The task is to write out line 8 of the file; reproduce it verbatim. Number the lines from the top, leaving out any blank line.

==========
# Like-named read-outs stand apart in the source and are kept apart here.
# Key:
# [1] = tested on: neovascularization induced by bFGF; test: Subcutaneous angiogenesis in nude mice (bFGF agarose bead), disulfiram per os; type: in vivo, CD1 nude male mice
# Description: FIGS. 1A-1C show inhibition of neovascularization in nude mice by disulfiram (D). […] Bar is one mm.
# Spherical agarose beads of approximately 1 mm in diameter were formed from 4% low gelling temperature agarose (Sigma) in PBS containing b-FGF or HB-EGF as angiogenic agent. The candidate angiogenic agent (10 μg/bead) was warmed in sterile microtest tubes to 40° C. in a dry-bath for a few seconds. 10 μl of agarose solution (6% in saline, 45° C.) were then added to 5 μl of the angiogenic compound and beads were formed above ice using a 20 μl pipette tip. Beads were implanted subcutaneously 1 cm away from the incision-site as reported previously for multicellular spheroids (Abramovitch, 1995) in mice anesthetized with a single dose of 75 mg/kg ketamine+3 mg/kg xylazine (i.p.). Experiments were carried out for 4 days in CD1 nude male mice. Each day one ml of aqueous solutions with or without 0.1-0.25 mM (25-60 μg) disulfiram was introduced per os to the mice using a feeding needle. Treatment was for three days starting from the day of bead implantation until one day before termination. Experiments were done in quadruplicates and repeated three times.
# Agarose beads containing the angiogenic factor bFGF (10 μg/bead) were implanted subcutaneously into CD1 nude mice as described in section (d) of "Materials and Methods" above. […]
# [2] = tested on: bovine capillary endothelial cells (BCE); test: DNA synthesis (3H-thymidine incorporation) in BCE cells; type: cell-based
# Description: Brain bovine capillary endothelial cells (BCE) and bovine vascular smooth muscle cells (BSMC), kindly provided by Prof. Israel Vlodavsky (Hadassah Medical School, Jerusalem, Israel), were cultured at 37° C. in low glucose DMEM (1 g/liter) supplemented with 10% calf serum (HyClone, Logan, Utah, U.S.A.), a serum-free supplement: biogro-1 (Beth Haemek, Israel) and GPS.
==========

# Description: Brain bovine capillary endothelial cells (BCE) and bovine vascular smooth muscle cells (BSMC), kindly provided by Prof. Israel Vlodavsky (Hadassah Medical School, Jerusalem, Israel), were cultured at 37° C. in low glucose DMEM (1 g/liter) supplemented with 10% calf serum (HyClone, Logan, Utah, U.S.A.), a serum-free supplement: biogro-1 (Beth Haemek, Israel) and GPS.